Layoffs Lurk on Wall Street as Macroeconomic Outlook Remains Murky
Top U.S. banks could cut jobs further to keep their expenses in check, especially if lingering economic weakness derails a fledgling recovery in investment banking, according to comments made at their recent earnings.
The cautious remarks came even as all six big U.S. banks earned more in the third quarter than analysts had expected, suggesting that they are not totally out of the woods.
An economic environment made murky by the Federal Reserve’s interest rate hikes and geopolitical tensions has only increased risks further, some of the lenders said after results.
JPMorgan, the biggest U.S. bank that has so far managed to avoid mass layoffs, could adjust its headcount depending on the investment banking environment, its CFO Jeremy Barnum said on Friday.
“We regularly review our business needs and adjust our staffing accordingly – creating new roles where we see the need or reducing positions when appropriate,” a spokesperson said on Wednesday, adding that the bank currently has more than 10,000 open positions.
PNC Financial also said the same day it is cutting about 4% of its workforce. Wells Fargo, which has reduced headcount for every quarter since the third quarter of 2020, still sees more opportunities for layoffs, its CEO Charlie Scharf said last Friday.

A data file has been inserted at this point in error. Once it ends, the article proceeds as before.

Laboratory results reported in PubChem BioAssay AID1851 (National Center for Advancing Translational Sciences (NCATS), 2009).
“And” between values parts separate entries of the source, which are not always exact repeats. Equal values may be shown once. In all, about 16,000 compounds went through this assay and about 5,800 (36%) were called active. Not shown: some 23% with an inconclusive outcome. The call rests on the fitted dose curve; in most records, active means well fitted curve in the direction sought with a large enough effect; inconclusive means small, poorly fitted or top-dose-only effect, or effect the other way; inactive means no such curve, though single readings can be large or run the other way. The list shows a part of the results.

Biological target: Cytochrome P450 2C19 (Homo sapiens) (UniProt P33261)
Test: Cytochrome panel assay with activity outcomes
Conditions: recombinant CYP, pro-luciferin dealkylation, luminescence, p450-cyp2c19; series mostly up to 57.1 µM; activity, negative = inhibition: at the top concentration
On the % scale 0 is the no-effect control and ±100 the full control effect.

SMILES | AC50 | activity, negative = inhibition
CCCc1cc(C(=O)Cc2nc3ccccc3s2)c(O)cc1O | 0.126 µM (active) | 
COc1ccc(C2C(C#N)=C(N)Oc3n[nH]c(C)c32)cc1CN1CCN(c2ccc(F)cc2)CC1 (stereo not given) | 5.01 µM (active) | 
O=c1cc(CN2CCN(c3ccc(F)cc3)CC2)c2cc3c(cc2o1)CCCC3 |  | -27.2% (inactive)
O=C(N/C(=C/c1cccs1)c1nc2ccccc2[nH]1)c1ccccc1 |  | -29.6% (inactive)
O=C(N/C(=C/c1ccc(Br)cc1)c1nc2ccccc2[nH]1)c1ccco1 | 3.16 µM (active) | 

Citigroup said on Friday it will eliminate jobs from the two upper layers of management as part of its reorganization.
Bank of America, which has cut over 4,300 jobs since the end of the first quarter, said this week it expects headcount to be flat from third quarter levels.
Investment banking powerhouse Morgan Stanley also disclosed a near 2% drop in its total headcount on Wednesday, compared to the prior quarter. The bank did not elaborate on the reduction in its post-earnings call with analysts.
Lenders, which typically thrive in times of stable economic growth, are also grappling with the possibility of a recession that might lead to troubled customers finding themselves burdened under debt and pressure loan growth.
The harsh operating environment has also weighed on stock prices and hurt valuations. The S&P 500 Banks Index which tracks a basket of large-cap bank stocks has underperformed the benchmark S&P 500 index year-to-date.
In the third quarter, expenses at JPMorgan and BofA were up roughly 13% and 3% respectively, while Citi, the third largest U.S. bank, reported a 6% rise from a year earlier, earnings statements from the lenders showed. In contrast, Wells Fargo posted a 8% decline in non-interest expense.
At the investment banks Goldman and Morgan Stanley expenses rose 18% and 5% in the quarter, compared to a year earlier.
Citi, BofA, Morgan Stanley and PNC declined to comment. A spokesperson for Wells Fargo did not immediately respond to a request for additional comment.
Even those dealmakers who end up keeping their jobs could see less lucrative pay. A report published by New York State Comptroller Thomas DiNapoli last week estimated that Wall Street bonuses could fall 16% this year, as interest rates possibly staying higher for longer threatens the performance of financial companies.
Investment banking giant Goldman Sachs is in a position to “make more selective investments” in headcount, its CFO Denis Coleman said.
“We did a headcount reduction earlier in this year. That’s not our current expectation to repeat that,” Coleman said.
The bank in January dismissed 3,200 employees, its biggest round of layoffs since the 2008 financial crisis.
However, the bank has resumed an annual performance review, which could lead to some cuts, a source familiar with the matter told Reuters last month.